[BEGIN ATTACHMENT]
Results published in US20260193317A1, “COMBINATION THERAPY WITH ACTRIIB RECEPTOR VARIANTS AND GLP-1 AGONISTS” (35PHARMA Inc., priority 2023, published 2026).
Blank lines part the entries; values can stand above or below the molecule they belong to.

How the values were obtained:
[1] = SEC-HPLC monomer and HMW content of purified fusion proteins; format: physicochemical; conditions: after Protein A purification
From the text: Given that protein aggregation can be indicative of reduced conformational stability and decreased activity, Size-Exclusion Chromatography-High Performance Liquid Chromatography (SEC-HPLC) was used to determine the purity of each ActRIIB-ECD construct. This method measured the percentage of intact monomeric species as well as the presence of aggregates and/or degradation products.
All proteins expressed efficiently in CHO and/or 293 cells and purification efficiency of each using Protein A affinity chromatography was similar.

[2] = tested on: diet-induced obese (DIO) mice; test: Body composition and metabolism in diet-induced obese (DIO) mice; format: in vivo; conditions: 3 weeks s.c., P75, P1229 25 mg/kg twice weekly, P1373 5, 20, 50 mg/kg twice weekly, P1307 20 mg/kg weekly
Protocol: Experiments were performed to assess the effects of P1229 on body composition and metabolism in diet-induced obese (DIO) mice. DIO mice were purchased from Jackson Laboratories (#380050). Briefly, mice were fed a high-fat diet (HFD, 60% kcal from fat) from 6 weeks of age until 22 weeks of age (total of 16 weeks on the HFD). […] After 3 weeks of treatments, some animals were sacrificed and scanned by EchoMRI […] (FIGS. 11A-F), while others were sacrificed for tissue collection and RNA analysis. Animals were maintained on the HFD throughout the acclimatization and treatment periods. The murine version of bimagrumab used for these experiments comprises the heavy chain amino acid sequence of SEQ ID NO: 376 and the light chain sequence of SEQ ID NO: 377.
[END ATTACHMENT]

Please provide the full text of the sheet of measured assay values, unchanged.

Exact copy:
Results published in US20260193317A1, “COMBINATION THERAPY WITH ACTRIIB RECEPTOR VARIANTS AND GLP-1 AGONISTS” (35PHARMA Inc., priority 2023, published 2026).
Blank lines part the entries; values can stand above or below the molecule they belong to.

How the values were obtained:
[1] = SEC-HPLC monomer and HMW content of purified fusion proteins; format: physicochemical; conditions: after Protein A purification
From the text: Given that protein aggregation can be indicative of reduced conformational stability and decreased activity, Size-Exclusion Chromatography-High Performance Liquid Chromatography (SEC-HPLC) was used to determine the purity of each ActRIIB-ECD construct. This method measured the percentage of intact monomeric species as well as the presence of aggregates and/or degradation products.
All proteins expressed efficiently in CHO and/or 293 cells and purification efficiency of each using Protein A affinity chromatography was similar.

[2] = tested on: diet-induced obese (DIO) mice; test: Body composition and metabolism in diet-induced obese (DIO) mice; format: in vivo; conditions: 3 weeks s.c., P75, P1229 25 mg/kg twice weekly, P1373 5, 20, 50 mg/kg twice weekly, P1307 20 mg/kg weekly
Protocol: Experiments were performed to assess the effects of P1229 on body composition and metabolism in diet-induced obese (DIO) mice. DIO mice were purchased from Jackson Laboratories (#380050). Briefly, mice were fed a high-fat diet (HFD, 60% kcal from fat) from 6 weeks of age until 22 weeks of age (total of 16 weeks on the HFD). […] After 3 weeks of treatments, some animals were sacrificed and scanned by EchoMRI […] (FIGS. 11A-F), while others were sacrificed for tissue collection and RNA analysis. Animals were maintained on the HFD throughout the acclimatization and treatment periods. The murine version of bimagrumab used for these experiments comprises the heavy chain amino acid sequence of SEQ ID NO: 376 and the light chain sequence of SEQ ID NO: 377.